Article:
Grant Sanchez had a nightmarish performance at the NJSIAA Group II Relays at Toms River on Sunday.
The Morris Hills senior shot put thrower had three attempts Sunday and fouled on all three.
“I was really upset with that,” said Sanchez, one of the best throwers in Morris County. “I fell forward on my release all three times and fouled out. I knew I was better than that.”
So at the Wayne Valentine Invitational meet Wednesday night – the final of the Morris County series of invitational meets held throughout December and January at Drew University – Sanchez was determined to prove that he wasn’t as bad as he threw on Sunday.
“I looked at a lot of video,” Sanchez said. “I looked at the way that I stood. I looked at other people as well.”
As Sanchez went to the videotape, he went to the recent archives and watched former Morristown super thrower Nicholas Vena, who broke every shot put record imaginable during his four All-American seasons with the Colonials.
“I watched Vena,” Sanchez said. “I watched his technique. I had a different mentality. I was more relaxed and ready to have fun with it.”
Sanchez did exactly that, firing off a throw of 53 feet, four inches, his best throw of the indoor season.
It couldn’t have come at a better time, considering the Morris County Championships are a week away and Sanchez is right in the middle of a highly competitive pack poised to compete for the gold medal.
“It’s going to be exciting,” said Sanchez, who transferred to Morris Hills from Montville, where he threw last year. “I am now ready for it. It’s going to be a great competition. I feel like I can step it up and take it on. I’m more comfortable now. I’m not nervous. I’m having a lot more fun. If I can throw like I did today, I’ll be fine.”
Needless to say, it sets up a very interesting shot put for next Wednesday’s county meet. When Vena was at Morristown, the shot put was always anti-climatic. Not this year. And Sanchez fired off the first message Wednesday night.
Another competitor who seems ready for the county meet is Roxbury senior Kyle Young, who exploded to the gold medal in the 55-meter dash, easily trouncing the rest of the field. Young never before competed in track and field before this winter, but the football and baseball standout is poised to be the top sprinter in the county in his first year.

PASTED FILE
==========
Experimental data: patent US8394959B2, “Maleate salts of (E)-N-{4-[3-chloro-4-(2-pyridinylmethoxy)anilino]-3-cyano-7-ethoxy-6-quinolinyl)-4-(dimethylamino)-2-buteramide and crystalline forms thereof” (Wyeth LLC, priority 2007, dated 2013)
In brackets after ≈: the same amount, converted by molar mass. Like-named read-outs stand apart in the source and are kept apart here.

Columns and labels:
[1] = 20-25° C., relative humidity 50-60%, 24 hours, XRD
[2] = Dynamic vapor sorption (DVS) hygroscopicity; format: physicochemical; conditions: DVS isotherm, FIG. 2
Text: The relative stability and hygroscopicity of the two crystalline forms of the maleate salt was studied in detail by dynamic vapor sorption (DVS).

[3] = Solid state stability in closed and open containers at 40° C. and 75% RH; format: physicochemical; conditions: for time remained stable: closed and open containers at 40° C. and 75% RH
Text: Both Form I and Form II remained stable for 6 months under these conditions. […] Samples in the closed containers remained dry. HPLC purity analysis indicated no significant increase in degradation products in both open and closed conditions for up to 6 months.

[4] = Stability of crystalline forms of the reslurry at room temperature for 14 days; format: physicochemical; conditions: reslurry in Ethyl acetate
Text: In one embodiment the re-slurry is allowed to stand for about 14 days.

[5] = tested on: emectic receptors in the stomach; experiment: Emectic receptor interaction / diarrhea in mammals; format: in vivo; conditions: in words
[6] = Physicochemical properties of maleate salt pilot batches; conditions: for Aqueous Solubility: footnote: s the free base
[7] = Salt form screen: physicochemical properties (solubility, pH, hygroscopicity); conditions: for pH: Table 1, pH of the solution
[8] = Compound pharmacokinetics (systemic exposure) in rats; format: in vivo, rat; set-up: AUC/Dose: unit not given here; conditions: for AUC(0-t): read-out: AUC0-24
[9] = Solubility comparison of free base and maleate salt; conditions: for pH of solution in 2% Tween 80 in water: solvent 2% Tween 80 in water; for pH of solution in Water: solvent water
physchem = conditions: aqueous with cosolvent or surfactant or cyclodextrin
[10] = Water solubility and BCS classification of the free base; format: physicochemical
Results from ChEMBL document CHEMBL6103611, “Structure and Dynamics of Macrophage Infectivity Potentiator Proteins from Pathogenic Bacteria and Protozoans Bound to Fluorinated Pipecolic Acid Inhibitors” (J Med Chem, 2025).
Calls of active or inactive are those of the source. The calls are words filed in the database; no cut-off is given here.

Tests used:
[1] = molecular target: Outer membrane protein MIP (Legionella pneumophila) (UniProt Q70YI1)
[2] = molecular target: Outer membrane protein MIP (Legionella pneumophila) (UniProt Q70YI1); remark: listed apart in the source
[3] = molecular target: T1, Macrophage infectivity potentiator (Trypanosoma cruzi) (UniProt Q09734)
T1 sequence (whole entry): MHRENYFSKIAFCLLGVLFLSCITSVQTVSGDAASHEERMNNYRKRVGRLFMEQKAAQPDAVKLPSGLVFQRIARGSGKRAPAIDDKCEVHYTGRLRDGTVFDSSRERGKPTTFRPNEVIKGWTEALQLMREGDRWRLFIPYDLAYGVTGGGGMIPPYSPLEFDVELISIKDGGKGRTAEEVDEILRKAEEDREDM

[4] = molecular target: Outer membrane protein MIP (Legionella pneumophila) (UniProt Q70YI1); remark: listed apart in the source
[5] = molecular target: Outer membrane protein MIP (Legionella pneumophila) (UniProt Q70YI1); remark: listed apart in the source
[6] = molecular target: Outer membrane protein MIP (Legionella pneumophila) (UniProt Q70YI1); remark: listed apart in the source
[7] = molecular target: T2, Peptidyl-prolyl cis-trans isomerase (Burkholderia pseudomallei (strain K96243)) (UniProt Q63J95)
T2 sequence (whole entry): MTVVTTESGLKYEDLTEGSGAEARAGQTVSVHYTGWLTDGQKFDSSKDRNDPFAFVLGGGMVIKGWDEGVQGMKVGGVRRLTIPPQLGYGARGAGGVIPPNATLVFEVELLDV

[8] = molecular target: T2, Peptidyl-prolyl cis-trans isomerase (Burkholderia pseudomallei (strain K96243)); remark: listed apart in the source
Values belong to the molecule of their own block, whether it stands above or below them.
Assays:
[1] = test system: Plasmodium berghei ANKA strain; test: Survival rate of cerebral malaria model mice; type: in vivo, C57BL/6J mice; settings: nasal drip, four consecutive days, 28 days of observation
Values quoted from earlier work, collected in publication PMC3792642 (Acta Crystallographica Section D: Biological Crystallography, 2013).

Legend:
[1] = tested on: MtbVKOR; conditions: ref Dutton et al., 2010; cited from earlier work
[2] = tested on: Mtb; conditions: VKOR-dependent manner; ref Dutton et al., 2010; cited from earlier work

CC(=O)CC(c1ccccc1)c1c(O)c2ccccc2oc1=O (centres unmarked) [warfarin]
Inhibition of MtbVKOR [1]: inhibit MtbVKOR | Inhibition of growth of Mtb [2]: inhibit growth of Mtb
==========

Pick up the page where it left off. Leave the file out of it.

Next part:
“I think it comes with experience,” said Young, who has all of 12 varsity track sprints under his belt. “I’m getting used to it. I know what to expect. My mechanics are getting better.”
Young was aided by a great start that catapulted him out of the blocks.
“I had a great start,” Young said. “When I get out fast, I can see the competition on the side of me and that motivates me.”
When Young was asked if he thought he was now the favorite to win the county 55-meter dash next week, he replied, “If that’s the case, then that’s awesome. I never would have predicted it. It’s pretty cool.”
While Young is the top male sprinter by far, then the female title has to go to Mount Olive junior Keturah Orji, who blew away the field in winning the 55-meter dash. Orji appeared as strong as ever. Maybe the better race might take place if Young faced Orji.
Orji’s teammate, Eddie Garcia, took home the gold medal in the 600-meter run. Garcia held off a solid challenge from Morristown’s Rudy Torres to cross the finish line in 1:25.12, a second better than Torres.
“We are really good friends,” Garcia said of Torres. “The bottom line is that we both have a kick. That definitely pushes me. My kick just happens to be a lot easier than his.”
Garcia said that he’s determined to break the Mount Olive school records set by the school’s first-ever Hall of Fame athlete Steve Slattery.
“Honestly, that’s my goal right now,” Garcia said. “I’m only tenths of a second off. If I can go all out and go a little faster, I can get them.”
Garcia is definitely the favorite to win the county 600-meter run next Wednesday. He doesn’t know for sure, but chances are that he will compete in both the 1,000-meter run and the 4×400-meter relay, which would give Garcia a solid chance to win all three events next week.
“We have to see,” Garcia said. “This was a good test.”
Trinity Christian junior Josiah Hanko does not have a team to train or compete with, so he was basically on his own once again Wednesday. It didn’t stop him from winning the 1,600-meter run in 4:28.59, missing the meet record set seven years ago by Hanko’s older brother Andrew by just two seconds.
“After four laps, I just didn’t feel right,” Hanko said. “My legs were tight. I had a bit of a tough workout Saturday and Monday, so I guess my legs were a little tired. I kind of wanted to go for the record. It would have been cool to take Andrew down. But the time I ran today is exactly what my coach wanted.”
Hanko will be among the favorites to win both the 1,600 and 3,200-meter runs next Wednesday.
Hanko received a special award for winning the 1,600 (along with Kaitlyn Bedard of Hunterdon Central) from long-time Dover coach and former Daily Record track correspondent Wayne Valentine, who is celebrating his 50th year of coaching this season.